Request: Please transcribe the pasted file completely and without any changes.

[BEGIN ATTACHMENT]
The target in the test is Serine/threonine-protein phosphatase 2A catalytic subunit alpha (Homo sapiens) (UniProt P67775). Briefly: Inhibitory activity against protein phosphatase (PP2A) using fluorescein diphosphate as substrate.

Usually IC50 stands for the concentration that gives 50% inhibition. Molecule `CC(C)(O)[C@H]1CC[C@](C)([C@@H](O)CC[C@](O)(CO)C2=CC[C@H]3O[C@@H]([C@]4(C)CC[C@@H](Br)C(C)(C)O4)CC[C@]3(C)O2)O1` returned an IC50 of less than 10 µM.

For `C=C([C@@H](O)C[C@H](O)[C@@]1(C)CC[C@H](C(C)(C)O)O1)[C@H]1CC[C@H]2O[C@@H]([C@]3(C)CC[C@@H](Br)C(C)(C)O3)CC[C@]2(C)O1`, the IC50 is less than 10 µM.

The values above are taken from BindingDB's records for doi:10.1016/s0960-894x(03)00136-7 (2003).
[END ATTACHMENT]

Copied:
The target in the test is Serine/threonine-protein phosphatase 2A catalytic subunit alpha (Homo sapiens) (UniProt P67775). Briefly: Inhibitory activity against protein phosphatase (PP2A) using fluorescein diphosphate as substrate.

Usually IC50 stands for the concentration that gives 50% inhibition. Molecule `CC(C)(O)[C@H]1CC[C@](C)([C@@H](O)CC[C@](O)(CO)C2=CC[C@H]3O[C@@H]([C@]4(C)CC[C@@H](Br)C(C)(C)O4)CC[C@]3(C)O2)O1` returned an IC50 of less than 10 µM.

For `C=C([C@@H](O)C[C@H](O)[C@@]1(C)CC[C@H](C(C)(C)O)O1)[C@H]1CC[C@H]2O[C@@H]([C@]3(C)CC[C@@H](Br)C(C)(C)O3)CC[C@]2(C)O1`, the IC50 is less than 10 µM.

The values above are taken from BindingDB's records for doi:10.1016/s0960-894x(03)00136-7 (2003).